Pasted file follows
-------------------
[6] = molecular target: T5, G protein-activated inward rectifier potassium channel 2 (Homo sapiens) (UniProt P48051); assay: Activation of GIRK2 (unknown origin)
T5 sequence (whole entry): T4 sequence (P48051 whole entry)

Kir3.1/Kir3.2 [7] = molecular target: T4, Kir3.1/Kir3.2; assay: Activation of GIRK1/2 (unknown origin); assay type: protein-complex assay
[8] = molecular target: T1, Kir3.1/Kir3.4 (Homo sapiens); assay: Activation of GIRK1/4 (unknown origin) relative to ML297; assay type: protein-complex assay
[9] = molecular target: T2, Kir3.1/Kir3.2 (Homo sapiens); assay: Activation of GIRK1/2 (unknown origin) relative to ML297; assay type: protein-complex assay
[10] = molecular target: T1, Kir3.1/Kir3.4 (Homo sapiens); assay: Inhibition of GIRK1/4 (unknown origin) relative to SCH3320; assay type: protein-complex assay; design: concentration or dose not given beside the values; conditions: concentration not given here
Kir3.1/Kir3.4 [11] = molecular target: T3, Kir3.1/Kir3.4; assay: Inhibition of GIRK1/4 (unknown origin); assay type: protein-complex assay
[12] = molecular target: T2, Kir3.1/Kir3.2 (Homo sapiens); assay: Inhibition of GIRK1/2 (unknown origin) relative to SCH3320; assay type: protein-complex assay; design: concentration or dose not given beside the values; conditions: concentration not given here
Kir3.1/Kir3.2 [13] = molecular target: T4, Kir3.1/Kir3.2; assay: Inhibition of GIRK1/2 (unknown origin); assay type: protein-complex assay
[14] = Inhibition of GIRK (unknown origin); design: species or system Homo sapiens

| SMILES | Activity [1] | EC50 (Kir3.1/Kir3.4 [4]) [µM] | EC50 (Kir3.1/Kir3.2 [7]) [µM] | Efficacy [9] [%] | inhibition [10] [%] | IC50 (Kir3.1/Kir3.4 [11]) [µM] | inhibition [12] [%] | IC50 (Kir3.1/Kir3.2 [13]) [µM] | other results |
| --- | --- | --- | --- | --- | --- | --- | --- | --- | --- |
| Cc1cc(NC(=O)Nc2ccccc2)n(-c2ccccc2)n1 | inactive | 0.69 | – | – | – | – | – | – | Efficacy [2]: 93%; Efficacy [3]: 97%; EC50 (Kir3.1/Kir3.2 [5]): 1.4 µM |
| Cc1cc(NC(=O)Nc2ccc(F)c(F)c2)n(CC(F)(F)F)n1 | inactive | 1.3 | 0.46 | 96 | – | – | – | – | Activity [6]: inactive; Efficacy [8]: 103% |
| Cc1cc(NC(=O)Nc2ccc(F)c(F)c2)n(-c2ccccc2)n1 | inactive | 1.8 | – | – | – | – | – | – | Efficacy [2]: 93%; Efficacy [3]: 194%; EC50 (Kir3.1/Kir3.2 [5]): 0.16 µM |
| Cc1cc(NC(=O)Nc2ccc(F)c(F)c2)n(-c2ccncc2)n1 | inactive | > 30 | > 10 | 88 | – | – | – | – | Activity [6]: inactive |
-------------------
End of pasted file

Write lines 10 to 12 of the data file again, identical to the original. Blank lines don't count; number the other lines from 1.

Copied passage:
[14] = Inhibition of GIRK (unknown origin); design: species or system Homo sapiens

| SMILES | Activity [1] | EC50 (Kir3.1/Kir3.4 [4]) [µM] | EC50 (Kir3.1/Kir3.2 [7]) [µM] | Efficacy [9] [%] | inhibition [10] [%] | IC50 (Kir3.1/Kir3.4 [11]) [µM] | inhibition [12] [%] | IC50 (Kir3.1/Kir3.2 [13]) [µM] | other results |
| --- | --- | --- | --- | --- | --- | --- | --- | --- | --- |